Commit 5747eecc authored by Chipp Jansen's avatar Chipp Jansen
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AMRO 2022 Workshop Repository for Documentation
## Getting started
## Connect to your camera
To make it easy for you to get started with GitLab, here's a list of recommended next steps.
We will use `ssh` (Secure Shell) to connect to the camera.
Already a pro? Just edit this README.md and make it your own. Want to make it easy? [Use the template at the bottom](#editing-this-readme)!
You will need to find a terminal program (on a Linux or Mac)
on your computer where you can run `ssh` from. On a Windows laptop you can use putty to connect with `ssh`. Let me know if you need help with getting started with `ssh`, we can pair you up with someone who can help.
## Add your files
With the camera's IP address use this command to connect to the camera (this example uses 192.168.1.20 as the IP address, replace it with your camera's IP):
- [ ] [Create](https://docs.gitlab.com/ee/user/project/repository/web_editor.html#create-a-file) or [upload](https://docs.gitlab.com/ee/user/project/repository/web_editor.html#upload-a-file) files
- [ ] [Add files using the command line](https://docs.gitlab.com/ee/gitlab-basics/add-file.html#add-a-file-using-the-command-line) or push an existing Git repository with the following command:
ssh root@192.168.1.20
```
cd existing_repo
git remote add origin https://gitlab.servus.at/chipp.jansen/cameras.git
git branch -M main
git push -uf origin main
```
The first thime you do tihs you might get something that says this:
## Integrate with your tools
The authenticity of host '192.168.1.20 (192.168.1.20)' can't be established.
ECDSA key fingerprint is SHA256:8WvDPcIb1JWa7EY34QHHwRV48vnLakWiJ1xTnz9+hJs.
Are you sure you want to continue connecting (yes/no/[fingerprint])?
- [ ] [Set up project integrations](https://gitlab.servus.at/chipp.jansen/cameras/-/settings/integrations)
Type `yes` and hit ENTER.
## Collaborate with your team
The password to use is `root`.
- [ ] [Invite team members and collaborators](https://docs.gitlab.com/ee/user/project/members/)
- [ ] [Create a new merge request](https://docs.gitlab.com/ee/user/project/merge_requests/creating_merge_requests.html)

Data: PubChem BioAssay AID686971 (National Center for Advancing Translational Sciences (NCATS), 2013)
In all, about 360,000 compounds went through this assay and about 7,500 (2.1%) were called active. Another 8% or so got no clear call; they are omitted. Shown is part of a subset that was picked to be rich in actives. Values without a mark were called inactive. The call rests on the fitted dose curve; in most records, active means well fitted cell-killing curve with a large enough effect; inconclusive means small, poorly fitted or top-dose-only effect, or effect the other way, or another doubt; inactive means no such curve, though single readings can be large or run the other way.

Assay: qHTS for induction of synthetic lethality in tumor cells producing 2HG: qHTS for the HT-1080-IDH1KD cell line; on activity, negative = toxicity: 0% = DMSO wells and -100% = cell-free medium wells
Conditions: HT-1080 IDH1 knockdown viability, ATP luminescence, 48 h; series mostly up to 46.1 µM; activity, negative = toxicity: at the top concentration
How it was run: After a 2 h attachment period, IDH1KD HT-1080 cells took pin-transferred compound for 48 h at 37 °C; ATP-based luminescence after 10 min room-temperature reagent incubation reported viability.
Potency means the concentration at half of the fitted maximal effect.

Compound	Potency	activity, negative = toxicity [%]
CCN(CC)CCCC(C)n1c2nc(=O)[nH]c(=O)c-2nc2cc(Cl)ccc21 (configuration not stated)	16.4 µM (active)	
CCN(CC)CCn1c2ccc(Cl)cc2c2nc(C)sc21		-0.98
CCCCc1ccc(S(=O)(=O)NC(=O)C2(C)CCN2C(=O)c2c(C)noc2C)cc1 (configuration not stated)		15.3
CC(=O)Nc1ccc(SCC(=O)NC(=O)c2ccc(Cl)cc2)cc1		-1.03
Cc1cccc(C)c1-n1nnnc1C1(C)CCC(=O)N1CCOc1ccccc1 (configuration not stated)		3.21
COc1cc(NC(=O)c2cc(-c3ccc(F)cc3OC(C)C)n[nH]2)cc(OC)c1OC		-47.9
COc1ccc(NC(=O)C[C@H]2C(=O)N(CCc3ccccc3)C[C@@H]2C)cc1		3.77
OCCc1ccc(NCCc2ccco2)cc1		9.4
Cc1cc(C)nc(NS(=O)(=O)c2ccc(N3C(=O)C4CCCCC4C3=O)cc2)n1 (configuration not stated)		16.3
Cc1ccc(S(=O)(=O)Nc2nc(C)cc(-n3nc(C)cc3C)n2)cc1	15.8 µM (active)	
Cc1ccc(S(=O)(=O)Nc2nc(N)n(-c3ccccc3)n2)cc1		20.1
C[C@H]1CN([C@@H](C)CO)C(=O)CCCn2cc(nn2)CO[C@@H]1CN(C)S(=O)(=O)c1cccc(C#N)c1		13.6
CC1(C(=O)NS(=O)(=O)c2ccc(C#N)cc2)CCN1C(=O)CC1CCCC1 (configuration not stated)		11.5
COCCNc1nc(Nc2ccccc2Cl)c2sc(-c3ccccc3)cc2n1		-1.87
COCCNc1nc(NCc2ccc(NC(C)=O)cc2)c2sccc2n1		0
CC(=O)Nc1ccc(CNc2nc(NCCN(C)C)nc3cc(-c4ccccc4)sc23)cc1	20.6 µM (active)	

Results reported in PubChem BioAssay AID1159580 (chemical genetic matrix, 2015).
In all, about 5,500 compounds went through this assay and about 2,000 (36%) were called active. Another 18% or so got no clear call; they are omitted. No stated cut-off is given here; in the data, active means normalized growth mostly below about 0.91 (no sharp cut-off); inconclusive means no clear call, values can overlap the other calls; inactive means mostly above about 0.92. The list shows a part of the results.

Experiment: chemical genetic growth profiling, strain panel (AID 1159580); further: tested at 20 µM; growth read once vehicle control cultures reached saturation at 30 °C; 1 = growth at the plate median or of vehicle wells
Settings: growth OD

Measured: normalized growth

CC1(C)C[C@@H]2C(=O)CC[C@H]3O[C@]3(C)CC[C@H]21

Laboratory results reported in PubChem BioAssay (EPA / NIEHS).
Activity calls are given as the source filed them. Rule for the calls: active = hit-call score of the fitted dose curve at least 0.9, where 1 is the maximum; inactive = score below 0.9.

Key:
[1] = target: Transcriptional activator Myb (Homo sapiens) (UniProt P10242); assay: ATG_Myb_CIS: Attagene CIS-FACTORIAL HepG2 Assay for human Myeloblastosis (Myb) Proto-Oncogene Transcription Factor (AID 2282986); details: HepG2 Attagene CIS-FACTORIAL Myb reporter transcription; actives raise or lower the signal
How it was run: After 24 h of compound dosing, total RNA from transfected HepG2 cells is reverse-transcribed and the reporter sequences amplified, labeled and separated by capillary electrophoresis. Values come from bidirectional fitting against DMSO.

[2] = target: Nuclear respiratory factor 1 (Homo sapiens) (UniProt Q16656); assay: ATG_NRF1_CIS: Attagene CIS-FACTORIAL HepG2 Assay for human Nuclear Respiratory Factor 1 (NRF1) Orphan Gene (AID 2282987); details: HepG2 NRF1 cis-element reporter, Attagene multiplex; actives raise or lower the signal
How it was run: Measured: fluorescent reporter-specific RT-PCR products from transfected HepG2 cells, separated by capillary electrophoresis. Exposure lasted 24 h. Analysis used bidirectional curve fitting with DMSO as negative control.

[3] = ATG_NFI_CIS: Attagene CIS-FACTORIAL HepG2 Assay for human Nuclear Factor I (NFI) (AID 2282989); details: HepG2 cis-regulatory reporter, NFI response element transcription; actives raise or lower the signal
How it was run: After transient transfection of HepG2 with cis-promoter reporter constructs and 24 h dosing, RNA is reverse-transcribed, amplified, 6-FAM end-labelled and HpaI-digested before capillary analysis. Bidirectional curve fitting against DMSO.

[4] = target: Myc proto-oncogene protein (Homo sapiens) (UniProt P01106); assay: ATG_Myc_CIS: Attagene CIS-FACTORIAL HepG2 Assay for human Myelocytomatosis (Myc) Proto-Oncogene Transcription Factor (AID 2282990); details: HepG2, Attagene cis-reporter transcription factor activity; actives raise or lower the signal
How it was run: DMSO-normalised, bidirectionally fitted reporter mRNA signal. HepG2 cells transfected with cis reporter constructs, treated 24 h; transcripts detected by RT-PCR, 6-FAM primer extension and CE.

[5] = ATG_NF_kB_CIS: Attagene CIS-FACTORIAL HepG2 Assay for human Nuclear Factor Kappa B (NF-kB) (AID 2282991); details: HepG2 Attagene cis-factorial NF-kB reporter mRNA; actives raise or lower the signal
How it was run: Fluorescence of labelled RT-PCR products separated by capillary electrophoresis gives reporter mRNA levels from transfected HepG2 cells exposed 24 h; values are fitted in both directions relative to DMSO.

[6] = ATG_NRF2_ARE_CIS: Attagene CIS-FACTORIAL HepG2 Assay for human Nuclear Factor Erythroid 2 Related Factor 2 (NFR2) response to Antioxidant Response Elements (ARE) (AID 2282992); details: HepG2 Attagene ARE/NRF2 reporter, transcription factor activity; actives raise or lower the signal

- [ ] [Automatically close issues from merge requests](https://docs.gitlab.com/ee/user/project/issues/managing_issues.html#closing-issues-automatically)
- [ ] [Enable merge request approvals](https://docs.gitlab.com/ee/user/project/merge_requests/approvals/)
- [ ] [Automatically merge when pipeline succeeds](https://docs.gitlab.com/ee/user/project/merge_requests/merge_when_pipeline_succeeds.html)
If successful, you will get a command prompt that looks like this:
## Test and Deploy
#
Use the built-in continuous integration in GitLab.
You can check which camera you are on by reading the hostname file on the camera:
- [ ] [Get started with GitLab CI/CD](https://docs.gitlab.com/ee/ci/quick_start/index.html)
- [ ] [Analyze your code for known vulnerabilities with Static Application Security Testing(SAST)](https://docs.gitlab.com/ee/user/application_security/sast/)
- [ ] [Deploy to Kubernetes, Amazon EC2, or Amazon ECS using Auto Deploy](https://docs.gitlab.com/ee/topics/autodevops/requirements.html)
- [ ] [Use pull-based deployments for improved Kubernetes management](https://docs.gitlab.com/ee/user/clusters/agent/)
- [ ] [Set up protected environments](https://docs.gitlab.com/ee/ci/environments/protected_environments.html)
more /etc/hostname
***
It should be the name that is on the camera. If it does not match, you might have connected to someone elses camera! You can type the command `exit` to close the connection and try the `ssh` command again with a different IP address.
# Editing this README
## Set-up of the camera
When you're ready to make this README your own, just edit this file and use the handy template below (or feel free to structure it however you want - this is just a starting point!). Thank you to [makeareadme.com](https://www.makeareadme.com/) for this template.